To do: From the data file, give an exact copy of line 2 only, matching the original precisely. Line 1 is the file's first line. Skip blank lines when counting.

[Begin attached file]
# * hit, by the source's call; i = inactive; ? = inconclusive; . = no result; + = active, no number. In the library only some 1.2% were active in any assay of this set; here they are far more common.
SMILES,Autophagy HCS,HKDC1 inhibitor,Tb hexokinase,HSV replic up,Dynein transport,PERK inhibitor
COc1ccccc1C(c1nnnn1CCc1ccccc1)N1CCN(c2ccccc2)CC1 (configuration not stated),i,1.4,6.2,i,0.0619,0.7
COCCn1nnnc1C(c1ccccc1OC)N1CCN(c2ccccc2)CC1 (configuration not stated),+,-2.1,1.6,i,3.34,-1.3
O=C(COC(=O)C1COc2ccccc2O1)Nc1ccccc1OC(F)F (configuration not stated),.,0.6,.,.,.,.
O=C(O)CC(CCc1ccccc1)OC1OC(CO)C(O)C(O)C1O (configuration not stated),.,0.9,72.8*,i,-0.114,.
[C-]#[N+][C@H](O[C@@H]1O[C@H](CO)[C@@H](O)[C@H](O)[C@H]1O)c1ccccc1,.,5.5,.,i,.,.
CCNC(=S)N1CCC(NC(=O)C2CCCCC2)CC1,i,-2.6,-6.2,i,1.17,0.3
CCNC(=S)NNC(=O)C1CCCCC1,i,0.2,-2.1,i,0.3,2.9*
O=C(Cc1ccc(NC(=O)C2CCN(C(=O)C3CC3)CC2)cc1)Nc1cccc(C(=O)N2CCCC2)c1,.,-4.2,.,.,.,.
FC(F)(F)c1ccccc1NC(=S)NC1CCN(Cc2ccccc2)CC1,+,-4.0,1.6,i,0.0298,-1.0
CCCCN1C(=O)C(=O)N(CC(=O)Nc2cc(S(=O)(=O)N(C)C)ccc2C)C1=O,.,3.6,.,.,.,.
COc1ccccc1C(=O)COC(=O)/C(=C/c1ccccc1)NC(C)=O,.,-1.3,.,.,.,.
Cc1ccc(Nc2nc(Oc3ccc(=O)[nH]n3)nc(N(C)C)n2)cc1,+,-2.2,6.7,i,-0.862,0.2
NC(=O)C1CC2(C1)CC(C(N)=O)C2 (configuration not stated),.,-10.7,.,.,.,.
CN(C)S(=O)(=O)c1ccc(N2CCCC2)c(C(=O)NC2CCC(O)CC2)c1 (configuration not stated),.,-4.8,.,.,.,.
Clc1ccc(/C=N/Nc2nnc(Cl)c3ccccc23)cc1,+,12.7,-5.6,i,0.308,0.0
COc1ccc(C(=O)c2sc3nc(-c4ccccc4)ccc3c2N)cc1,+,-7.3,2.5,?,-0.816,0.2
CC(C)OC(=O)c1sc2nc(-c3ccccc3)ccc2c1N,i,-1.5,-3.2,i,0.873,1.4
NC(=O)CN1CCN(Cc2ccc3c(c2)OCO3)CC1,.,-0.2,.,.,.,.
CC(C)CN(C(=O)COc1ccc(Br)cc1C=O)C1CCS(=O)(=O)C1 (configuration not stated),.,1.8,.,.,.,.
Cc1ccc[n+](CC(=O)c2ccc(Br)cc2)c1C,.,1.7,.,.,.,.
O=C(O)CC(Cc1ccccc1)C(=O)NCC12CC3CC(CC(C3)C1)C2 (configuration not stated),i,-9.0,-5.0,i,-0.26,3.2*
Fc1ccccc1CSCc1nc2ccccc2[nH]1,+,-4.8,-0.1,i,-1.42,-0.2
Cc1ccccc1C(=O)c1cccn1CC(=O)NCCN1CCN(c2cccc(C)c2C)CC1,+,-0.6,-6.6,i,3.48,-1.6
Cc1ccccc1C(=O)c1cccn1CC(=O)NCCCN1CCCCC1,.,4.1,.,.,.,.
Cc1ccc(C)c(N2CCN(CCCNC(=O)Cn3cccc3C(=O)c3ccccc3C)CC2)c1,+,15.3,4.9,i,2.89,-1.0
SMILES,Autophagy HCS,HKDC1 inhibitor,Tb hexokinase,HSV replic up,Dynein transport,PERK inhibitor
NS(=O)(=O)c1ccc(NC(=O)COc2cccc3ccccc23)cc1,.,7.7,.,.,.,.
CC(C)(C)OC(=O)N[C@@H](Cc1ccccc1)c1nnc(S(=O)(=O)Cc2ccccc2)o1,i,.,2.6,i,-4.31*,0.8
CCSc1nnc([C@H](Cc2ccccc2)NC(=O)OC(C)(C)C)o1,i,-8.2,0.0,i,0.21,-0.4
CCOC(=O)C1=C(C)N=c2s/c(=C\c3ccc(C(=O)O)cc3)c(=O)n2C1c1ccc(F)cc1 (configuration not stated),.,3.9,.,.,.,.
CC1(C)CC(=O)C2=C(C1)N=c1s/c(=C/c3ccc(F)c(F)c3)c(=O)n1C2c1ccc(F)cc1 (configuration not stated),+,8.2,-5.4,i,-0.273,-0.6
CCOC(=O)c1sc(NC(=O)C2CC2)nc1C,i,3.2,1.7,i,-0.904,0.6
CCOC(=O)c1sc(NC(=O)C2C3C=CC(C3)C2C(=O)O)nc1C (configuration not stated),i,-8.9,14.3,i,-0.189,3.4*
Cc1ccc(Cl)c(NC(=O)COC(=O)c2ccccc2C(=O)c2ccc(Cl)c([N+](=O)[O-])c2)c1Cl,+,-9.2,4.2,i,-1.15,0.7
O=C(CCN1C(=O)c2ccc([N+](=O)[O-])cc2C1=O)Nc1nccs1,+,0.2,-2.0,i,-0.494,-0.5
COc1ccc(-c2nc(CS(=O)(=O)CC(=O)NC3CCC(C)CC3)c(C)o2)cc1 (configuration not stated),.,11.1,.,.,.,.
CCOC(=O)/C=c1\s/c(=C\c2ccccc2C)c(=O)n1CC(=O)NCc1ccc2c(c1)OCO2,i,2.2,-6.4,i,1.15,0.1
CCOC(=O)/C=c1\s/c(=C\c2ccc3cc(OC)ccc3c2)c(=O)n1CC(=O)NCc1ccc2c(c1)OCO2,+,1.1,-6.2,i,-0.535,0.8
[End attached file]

SMILES,Autophagy HCS,HKDC1 inhibitor,Tb hexokinase,HSV replic up,Dynein transport,PERK inhibitor